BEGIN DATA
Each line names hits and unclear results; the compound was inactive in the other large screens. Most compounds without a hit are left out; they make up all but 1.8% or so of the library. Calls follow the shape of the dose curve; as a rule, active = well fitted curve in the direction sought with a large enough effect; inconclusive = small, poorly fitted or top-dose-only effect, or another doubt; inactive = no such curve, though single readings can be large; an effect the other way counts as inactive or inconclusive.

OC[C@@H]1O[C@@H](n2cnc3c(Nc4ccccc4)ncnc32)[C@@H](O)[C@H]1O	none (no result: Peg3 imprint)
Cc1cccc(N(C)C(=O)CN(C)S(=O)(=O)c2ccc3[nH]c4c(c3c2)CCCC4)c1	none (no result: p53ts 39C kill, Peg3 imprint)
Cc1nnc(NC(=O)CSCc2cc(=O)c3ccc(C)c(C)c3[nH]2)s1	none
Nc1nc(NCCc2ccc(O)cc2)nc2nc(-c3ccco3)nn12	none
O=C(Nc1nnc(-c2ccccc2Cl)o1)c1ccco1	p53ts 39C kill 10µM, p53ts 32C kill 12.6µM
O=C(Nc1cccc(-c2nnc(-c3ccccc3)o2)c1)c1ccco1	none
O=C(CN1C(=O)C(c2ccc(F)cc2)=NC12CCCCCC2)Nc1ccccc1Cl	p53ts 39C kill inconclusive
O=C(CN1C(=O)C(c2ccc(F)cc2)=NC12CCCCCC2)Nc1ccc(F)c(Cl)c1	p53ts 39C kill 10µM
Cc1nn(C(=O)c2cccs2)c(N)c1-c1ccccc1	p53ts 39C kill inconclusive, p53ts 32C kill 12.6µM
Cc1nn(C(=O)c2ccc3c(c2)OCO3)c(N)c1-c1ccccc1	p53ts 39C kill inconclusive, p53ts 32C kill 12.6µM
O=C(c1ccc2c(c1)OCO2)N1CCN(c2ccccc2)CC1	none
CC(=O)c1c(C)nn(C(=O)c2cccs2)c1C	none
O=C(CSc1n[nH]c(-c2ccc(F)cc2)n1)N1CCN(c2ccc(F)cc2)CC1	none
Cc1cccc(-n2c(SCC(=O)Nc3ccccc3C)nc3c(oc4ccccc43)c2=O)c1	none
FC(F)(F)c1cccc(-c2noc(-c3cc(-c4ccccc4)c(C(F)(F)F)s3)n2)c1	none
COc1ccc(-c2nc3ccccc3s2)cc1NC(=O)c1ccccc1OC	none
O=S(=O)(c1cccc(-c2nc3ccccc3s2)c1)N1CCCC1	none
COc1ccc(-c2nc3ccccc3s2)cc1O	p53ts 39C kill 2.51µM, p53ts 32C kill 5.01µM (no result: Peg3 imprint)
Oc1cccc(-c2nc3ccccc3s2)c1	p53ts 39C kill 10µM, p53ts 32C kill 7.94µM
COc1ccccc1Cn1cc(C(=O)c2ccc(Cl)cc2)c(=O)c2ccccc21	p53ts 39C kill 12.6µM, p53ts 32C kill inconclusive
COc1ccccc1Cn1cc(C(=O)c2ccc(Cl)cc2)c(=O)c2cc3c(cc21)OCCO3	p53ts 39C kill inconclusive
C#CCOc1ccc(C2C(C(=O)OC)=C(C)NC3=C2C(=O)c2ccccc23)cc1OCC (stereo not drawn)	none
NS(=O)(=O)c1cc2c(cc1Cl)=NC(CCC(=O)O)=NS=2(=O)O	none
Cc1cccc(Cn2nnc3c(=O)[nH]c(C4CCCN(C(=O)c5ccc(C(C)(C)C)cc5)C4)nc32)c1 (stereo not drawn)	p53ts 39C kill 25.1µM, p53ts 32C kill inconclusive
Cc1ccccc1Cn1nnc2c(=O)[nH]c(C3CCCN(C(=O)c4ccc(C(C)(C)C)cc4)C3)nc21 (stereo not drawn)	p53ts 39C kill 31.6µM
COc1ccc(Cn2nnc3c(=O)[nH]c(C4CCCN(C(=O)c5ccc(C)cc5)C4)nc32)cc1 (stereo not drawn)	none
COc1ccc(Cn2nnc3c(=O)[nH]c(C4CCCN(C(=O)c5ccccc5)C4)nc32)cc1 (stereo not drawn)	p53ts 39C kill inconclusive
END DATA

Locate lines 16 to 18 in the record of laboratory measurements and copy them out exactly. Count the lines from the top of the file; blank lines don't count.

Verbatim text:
FC(F)(F)c1cccc(-c2noc(-c3cc(-c4ccccc4)c(C(F)(F)F)s3)n2)c1	none
COc1ccc(-c2nc3ccccc3s2)cc1NC(=O)c1ccccc1OC	none
O=S(=O)(c1cccc(-c2nc3ccccc3s2)c1)N1CCCC1	none